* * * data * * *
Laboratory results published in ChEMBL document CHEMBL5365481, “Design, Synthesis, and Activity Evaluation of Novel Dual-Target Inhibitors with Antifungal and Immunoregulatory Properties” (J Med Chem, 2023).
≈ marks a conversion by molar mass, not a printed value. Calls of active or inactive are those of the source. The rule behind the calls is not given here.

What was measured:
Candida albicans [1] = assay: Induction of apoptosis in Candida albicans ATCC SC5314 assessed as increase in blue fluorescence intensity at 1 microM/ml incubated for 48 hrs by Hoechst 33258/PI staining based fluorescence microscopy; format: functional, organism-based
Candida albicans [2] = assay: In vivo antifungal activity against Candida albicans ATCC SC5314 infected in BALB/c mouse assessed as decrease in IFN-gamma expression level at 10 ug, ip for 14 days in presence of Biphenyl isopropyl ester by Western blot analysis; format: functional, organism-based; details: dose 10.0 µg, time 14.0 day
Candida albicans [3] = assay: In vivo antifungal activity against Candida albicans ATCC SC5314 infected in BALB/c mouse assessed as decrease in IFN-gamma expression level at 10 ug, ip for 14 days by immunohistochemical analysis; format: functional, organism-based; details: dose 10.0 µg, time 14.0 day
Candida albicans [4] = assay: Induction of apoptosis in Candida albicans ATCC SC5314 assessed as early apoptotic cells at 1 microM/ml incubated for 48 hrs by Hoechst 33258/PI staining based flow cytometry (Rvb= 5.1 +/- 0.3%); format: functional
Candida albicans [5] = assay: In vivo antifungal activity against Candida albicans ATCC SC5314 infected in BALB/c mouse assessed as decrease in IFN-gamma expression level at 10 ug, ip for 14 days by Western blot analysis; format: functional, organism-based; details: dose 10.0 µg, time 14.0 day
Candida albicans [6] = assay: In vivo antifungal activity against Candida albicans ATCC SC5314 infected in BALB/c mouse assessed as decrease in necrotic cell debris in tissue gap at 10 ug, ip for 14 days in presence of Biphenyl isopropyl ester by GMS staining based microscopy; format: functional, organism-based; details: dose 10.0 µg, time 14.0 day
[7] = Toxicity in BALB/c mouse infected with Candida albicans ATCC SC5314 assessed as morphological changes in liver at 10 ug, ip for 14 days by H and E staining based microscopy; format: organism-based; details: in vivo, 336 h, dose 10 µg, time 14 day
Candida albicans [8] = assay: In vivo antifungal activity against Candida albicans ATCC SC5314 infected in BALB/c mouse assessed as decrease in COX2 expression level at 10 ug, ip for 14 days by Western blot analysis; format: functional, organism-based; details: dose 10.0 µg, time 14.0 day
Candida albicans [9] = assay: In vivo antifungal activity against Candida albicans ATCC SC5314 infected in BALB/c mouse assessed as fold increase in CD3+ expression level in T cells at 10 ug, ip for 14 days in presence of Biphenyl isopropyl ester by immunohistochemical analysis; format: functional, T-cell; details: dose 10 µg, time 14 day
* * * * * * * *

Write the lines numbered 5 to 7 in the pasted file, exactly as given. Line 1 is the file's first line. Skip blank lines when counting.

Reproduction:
Candida albicans [2] = assay: In vivo antifungal activity against Candida albicans ATCC SC5314 infected in BALB/c mouse assessed as decrease in IFN-gamma expression level at 10 ug, ip for 14 days in presence of Biphenyl isopropyl ester by Western blot analysis; format: functional, organism-based; details: dose 10.0 µg, time 14.0 day
Candida albicans [3] = assay: In vivo antifungal activity against Candida albicans ATCC SC5314 infected in BALB/c mouse assessed as decrease in IFN-gamma expression level at 10 ug, ip for 14 days by immunohistochemical analysis; format: functional, organism-based; details: dose 10.0 µg, time 14.0 day
Candida albicans [4] = assay: Induction of apoptosis in Candida albicans ATCC SC5314 assessed as early apoptotic cells at 1 microM/ml incubated for 48 hrs by Hoechst 33258/PI staining based flow cytometry (Rvb= 5.1 +/- 0.3%); format: functional